Chicago Police

Police: Men Posed as City Workers, Ran Towing Scam

Two men have been arrested and face felony charges after they allegedly impersonated city workers and attempted to steal a vehicle by towing it away.

According to a press release from Chicago police, 30-year-old Jon Twist and 28-year-old Angel Camacho, both of Chicago, face one felony count of Tower Solicitation and a misdemeanor count of Possession of a Police Scanner after they attempted to tow away a truck and a trailer following a crash at the intersection of Racine and Pershing on Friday morning.

Police say that the driver of the crashed vehicle contacted his employer, a commercial trucking company, and arranged a tow for the truck and trailer. While waiting for that truck, another tow truck showed up at the scene bearing the name of a different company, and the alleged offenders wore uniforms that bore the city seal.

Two men, whom police identified as Twist and Camacho, approached the victim, and said they said they were responding on behalf of Chicago police and that they were sent to tow away the truck and trailer.

Both men were arrested by the Chicago Major Auto Theft Investigation unit, and now face felony charges. The men will appear in bond court in Chicago on Saturday.

Early Saturday morning, a Chicago police spokesman issued a statement on social media saying that authorities have uncovered a “predatory towing operation,” and that the men involved in Friday’s incident were a part of it.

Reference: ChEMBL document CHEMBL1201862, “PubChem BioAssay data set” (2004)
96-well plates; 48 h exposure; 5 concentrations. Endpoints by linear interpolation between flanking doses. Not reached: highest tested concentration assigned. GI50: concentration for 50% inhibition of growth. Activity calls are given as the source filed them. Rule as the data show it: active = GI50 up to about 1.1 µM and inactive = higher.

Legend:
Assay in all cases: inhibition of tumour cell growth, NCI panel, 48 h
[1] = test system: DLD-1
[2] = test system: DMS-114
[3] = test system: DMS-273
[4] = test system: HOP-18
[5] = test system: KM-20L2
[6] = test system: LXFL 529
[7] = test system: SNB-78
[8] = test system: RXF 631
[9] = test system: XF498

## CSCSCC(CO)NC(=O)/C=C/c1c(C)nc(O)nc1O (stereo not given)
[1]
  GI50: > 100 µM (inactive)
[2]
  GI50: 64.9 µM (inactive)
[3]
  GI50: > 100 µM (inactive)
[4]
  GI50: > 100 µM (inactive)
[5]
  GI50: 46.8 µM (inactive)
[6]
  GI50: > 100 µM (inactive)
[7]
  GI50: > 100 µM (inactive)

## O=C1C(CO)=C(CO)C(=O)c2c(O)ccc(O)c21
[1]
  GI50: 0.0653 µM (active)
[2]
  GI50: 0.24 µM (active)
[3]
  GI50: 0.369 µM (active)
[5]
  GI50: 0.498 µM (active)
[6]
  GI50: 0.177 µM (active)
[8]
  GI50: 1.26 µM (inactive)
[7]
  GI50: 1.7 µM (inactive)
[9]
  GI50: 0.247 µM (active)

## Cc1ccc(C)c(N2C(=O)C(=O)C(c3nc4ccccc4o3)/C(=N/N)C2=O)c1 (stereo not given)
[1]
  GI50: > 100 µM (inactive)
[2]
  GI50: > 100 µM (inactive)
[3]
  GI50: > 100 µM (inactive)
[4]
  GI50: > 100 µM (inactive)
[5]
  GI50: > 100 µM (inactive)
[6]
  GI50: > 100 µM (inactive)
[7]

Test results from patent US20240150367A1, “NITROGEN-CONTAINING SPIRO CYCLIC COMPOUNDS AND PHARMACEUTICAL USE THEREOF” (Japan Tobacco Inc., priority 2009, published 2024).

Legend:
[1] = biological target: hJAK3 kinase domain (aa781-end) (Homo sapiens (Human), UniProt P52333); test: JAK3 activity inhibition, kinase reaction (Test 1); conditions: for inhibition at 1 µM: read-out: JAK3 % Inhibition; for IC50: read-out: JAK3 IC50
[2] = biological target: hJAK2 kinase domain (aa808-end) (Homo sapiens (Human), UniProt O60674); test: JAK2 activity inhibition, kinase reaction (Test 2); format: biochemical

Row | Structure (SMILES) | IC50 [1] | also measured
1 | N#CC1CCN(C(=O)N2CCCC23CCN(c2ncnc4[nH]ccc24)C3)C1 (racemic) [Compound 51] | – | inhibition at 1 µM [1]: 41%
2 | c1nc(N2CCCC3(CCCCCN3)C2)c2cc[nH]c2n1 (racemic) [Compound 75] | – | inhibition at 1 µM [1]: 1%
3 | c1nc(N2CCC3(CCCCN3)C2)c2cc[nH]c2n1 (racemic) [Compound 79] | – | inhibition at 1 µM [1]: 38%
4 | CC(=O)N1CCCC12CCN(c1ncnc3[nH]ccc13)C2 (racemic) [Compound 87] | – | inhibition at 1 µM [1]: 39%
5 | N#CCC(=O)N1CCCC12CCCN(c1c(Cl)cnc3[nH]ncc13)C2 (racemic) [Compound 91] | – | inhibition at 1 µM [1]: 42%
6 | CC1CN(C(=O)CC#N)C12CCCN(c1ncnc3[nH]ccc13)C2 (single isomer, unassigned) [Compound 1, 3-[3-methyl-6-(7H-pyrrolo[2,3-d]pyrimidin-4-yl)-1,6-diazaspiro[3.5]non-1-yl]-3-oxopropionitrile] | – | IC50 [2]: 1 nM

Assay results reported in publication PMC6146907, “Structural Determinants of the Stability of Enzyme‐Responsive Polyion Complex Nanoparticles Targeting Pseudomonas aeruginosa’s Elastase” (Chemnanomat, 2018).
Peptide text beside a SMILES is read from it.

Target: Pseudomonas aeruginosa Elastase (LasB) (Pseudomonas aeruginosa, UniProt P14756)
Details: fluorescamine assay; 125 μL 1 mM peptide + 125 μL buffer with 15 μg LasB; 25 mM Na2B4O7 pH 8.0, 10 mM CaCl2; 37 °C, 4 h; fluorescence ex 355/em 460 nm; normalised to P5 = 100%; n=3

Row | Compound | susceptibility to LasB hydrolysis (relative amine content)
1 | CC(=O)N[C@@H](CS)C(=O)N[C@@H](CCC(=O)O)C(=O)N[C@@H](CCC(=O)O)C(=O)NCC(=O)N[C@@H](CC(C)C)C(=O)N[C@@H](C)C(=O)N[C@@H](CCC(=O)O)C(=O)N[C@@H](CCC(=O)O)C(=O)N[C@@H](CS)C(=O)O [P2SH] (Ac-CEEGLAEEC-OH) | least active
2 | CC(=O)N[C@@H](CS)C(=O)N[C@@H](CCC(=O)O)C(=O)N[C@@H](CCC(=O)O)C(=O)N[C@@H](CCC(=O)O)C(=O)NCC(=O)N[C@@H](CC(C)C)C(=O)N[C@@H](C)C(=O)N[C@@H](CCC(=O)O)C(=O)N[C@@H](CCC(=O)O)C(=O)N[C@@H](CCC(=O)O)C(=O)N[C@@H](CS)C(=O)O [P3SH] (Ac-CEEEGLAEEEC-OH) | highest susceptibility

“Police have uncovered a predatory towing operation, which we believe may be orchestrated by gangs,” the spokesman said. “Two trucks appear unsolicited at scenes and essentially take cars hostage and later extort owners. In yesterday’s case, men were impersonating city employees.”

Authorities also issued a message to Chicago motorists, advising that if an accident occurs a tow truck won’t show up unannounced.

“Authorized city tow services will also present you with documentation of the request and you could always verify the legitimacy of a tow operator by calling Chicago police or Chicago OEMC,” the department said.

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